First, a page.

This Chapter is based in Porto-Novo in the Republic of Benin. It is made up of a team from the Research and Action Center for Sustainable Development and the Empowerment of Societies (CRADDES), which is focused on climate change and environmental protection in Benin. The team has already carried out a number of activities related to the environment and landscapes, including sensitization, training, advocacy, radio programs, and more. Recently, CRADDES organized a Conference of Youth (COY) in Benin, which attracted 150 young people from 20 African countries. The participants were trained in various topics related to the environment, biodiversity, climate change and more. In February 2018, CRADDES was selected by the UN Sustainable Development Goal (SDG) Action Campaign as one of the 38 finalists for the 2018 UN SDGs Awards, for its 1 Million Impact Campaign project, which reached an estimated 115,000 people in 52 cities through advocacy, in-person seminars and events to promote the 17 SDGs.
Ouagadougou, Burkina Faso
Ouagadougou, Burkina Faso
This Chapter is based in Burkina Faso’s capital city, Ouagadougou. The team hails from the NGO The National Coordination of Youth for Environment and Climate (CONAJEC), and they are involved in fighting against land degradation by training young farmers in several techniques for recovering and restoring degraded lands. They train communities on limiting soil erosion; water and soil conservation techniques; and methods for creating community groves. Each year, they aim to restore around 100 hectares, create groves of 5,000 plants, and introduce around 40 farmers to agroecology and agroforestry. The Chapter counts on the support of several partners, including the national ministries of the environment and agriculture, the French embassy, the UN Development Programme (UNDP), and other local NGOs. In the future, they intend to focus on training and awareness-raising, consultation sessions (dialogues), and impactful action on restoration and reforestation.
This Chapter is a team based in Ibadan, Nigeria, which is made up of a collective of six members from the NGO Ripple Heights Development Initiative, who are currently implementing restoration activities in their area. They are partnering with the local Community Youth Forum; the All Farmers’ Association (Oyo State Chapter); the Department of Agricultural Extension and Rural Development and the Department of Soil and Land Resources Management at the University of Ibadan; and the local government’s land management department.
Their restoration activities include campaigns to promote awareness among farmers on the impact of harmful agricultural practices on the landscape; training and induction of GLF Chapter members to drive sustainable land use in the community; and induction of ‘landscape ambassadors’ from local high schools, in order to ensure continuity of a sustainable landscape culture within the community. The team aims to establish a sustainable GLF Chapter in their community, and possibly create more local chapters to widen the scope of operation.
This Chapter is based in Nkambe, in the North West Region of Cameroon. The team is made up of a group of passionate individuals working for the NGO Youth Development Organization (Yodo). This organisation’s restoration activities include plastic waste management, growing trees and restoring water sources, as well as training young people in tree planting and maintenance.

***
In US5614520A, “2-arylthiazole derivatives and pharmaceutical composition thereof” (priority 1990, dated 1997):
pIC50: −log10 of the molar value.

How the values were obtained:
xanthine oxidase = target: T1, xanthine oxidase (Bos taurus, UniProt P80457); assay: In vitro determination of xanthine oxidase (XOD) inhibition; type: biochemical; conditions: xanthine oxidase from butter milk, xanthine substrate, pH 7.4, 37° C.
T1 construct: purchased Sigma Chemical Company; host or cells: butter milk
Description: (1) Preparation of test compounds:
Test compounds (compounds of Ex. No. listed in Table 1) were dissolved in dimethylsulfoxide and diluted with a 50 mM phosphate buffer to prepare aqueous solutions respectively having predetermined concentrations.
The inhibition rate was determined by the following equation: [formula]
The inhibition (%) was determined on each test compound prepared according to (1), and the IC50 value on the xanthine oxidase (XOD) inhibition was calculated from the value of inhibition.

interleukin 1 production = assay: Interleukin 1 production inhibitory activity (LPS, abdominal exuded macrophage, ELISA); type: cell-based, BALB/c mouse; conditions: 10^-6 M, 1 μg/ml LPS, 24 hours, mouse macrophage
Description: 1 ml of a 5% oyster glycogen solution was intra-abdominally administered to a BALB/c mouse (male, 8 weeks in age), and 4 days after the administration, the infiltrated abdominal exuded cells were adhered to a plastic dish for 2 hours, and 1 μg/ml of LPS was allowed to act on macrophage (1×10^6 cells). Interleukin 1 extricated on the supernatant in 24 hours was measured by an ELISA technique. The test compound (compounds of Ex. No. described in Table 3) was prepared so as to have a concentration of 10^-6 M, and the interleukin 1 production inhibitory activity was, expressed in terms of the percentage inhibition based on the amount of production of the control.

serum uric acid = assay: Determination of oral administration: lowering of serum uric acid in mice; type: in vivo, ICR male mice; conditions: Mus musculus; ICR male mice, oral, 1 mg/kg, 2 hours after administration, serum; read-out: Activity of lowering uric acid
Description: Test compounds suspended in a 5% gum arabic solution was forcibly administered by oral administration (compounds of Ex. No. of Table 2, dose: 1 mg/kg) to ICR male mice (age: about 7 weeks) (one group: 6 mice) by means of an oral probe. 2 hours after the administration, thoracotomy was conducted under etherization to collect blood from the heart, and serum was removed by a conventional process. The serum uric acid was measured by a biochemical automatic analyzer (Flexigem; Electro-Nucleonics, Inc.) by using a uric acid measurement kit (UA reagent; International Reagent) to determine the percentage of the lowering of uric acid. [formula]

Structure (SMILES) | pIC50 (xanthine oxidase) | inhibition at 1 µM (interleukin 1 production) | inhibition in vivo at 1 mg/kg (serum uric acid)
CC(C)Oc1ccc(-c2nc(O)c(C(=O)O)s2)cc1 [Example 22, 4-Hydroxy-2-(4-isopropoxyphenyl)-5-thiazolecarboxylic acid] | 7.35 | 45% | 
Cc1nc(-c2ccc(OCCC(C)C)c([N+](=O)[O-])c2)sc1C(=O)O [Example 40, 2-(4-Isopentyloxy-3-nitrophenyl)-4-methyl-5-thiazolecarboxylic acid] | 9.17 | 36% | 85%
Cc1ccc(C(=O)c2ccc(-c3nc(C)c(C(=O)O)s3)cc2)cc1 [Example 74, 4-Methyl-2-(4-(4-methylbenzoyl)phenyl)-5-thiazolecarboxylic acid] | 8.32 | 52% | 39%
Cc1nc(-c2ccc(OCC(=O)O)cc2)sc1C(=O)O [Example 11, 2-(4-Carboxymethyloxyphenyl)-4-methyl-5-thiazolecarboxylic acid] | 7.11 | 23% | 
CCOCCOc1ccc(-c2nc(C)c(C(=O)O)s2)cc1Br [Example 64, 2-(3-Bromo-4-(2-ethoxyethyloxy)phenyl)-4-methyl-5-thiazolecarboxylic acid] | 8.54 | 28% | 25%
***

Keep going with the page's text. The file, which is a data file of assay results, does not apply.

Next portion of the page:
The Women in Nature Conservation Organization (WINCO) is an organization based in Uyo, Nigeria, with a diverse membership of 213 people from all walks of life. Its partners include: Georgie Farms and Bio-Gardens, Akwa Ibom State Nigeria, University of Uyo Nigeria, Ministry of Environment Akwa Ibom State, and Asaase Green Project, Ghana. This Chapter’s restoration activities include tree-planting in schools and degraded community forest landscapes and ecosystems, which prioritizes planting of indigenous species such as African pear, bush mango and magic fruit, among others, to prevent local extinction and boost the presence of indigenous wildlife.
The Chapter is also carrying out tree-planting in the premises of the University of Uyo to promote sustainable landscape management. The team’s future plans include: creating sustainable landscapes; replicating their restoration activities in other states and regions in Nigeria as well as in other West African countries; and raising a crop of focused, diligent, passionate and resilient female conservationists and molding them into the conservation leaders of the future, who are well-equipped to sustainably manage the landscapes of Africa.
This Chapter is based in Yaoundé, Cameroon and consists of a group of individuals whose restoration activities are hosted by the NGO Support Humanity Cameroon (SUHUCAM). They have partnered with Forest Resources and People (FOREP), the Environment, Community and Development Association (ECoDAs) Cameroon, the Ministry of Environment, Nature Protection and Sustainable Development, and the Ministry of Forestry and Wildlife. Since 2019, they have initiated and engaged in the restoration of 50 hectares of degraded land.
They have mobilized over 250 community volunteers (farmers and grazers) and planted over 7000 trees. Their future plans are to bridge the information gap in Cameroon, collaborate with like-minded individuals and engage grassroots communities to inspire young people and students to join restoration initiatives. Most importantly, they intend to extend their work to other parts of Cameroon, especially in the northern regions which are dominated by drylands and threatened by the expansion of the Sahara Desert, and where most young people lack adequate information to lead sustainable landscape restoration initiatives.